Kant’s notion of the good will leads him to the Categorical Imperative. The Categorical Imperative is the central concept in Kant’s ethics. It refers to the “supreme principle of morality” [4: 392], from which all our moral duties are derived. The basic principle of morality is an imperative because it commands certain courses of action. It is a categorical imperative because it commands unconditionally, quite independently of the particular ends and desires of the moral agent. Kant formulates the Categorical Imperative in several different ways but according to the well-known ‘Universal Law’ formulation, you should ‘act only according to that maxim by which you can at the same time will that it be a universal law’. Since maxims are, roughly, principles of action, the Categorical Imperative commands that one should act only on universalizable principles, principles that could be adopted by all rational agents.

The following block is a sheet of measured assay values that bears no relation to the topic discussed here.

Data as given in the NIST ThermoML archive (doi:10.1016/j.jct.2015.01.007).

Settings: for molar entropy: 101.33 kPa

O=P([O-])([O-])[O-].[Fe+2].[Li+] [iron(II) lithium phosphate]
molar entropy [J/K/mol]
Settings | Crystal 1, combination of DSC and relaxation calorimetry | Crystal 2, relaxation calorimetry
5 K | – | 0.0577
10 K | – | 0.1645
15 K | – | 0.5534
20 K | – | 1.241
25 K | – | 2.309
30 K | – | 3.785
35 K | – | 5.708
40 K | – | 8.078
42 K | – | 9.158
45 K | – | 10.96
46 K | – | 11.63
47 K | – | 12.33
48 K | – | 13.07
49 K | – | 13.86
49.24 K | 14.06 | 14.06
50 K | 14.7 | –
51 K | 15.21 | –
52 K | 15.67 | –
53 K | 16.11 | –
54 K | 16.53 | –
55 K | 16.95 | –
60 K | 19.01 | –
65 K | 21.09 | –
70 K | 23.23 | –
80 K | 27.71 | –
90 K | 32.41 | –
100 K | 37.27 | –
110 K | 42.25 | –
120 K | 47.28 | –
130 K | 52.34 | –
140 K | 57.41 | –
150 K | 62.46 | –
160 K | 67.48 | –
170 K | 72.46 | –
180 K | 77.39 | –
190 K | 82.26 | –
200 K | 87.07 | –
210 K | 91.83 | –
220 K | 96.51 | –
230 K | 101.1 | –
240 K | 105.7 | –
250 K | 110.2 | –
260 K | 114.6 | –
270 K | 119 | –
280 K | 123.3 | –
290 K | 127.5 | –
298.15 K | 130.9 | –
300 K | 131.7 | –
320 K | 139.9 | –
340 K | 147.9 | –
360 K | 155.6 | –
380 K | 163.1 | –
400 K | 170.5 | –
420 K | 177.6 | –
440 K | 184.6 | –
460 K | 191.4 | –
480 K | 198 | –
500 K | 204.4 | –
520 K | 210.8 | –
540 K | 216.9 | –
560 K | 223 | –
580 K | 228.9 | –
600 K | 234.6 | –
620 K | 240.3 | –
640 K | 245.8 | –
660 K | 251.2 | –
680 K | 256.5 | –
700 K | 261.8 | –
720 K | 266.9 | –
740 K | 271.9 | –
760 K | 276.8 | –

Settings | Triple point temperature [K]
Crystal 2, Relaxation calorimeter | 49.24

Kant provided several formulations of the Categorical Imperative and claimed that they were all equivalent. According to the well known humanity formula one should “act in such a way that you always treat humanity, whether in your own person or in the person of any other, never simply as a means, but always at the same time as an end.” [Gr. 66-67/429] The Humanity formula is closely linked with the idea of respecting persons. This formula expresses one of Kant’s deepest disagreements with utilitarianism, which does not place any limitation on what it is permissible to do to a person: anything is permitted, so long as the consequences are good enough. For example, it may be required that one torture a person in order to promote overall happiness. In contrast, Kant argues that human beings are ends in themselves, which means that they have value that is intrinsic, absolute, incomparable, and objective. Kant argues that every human agent possesses this sort of ultimate value, and gives it a special name: dignity. When Kant says that human beings are ends in themselves, he means that they have dignity and the appropriate response to dignity is respect. The Humanity Formula of the Categorical Imperative prescribes, then, that we respect persons because they possess dignity. We do so by treating persons as ends in themselves, that is, treat them in ways which acknowledge their fundamental value. The amounts to a strict prohibition on forms of action that will treat them as mere objects with conditional value.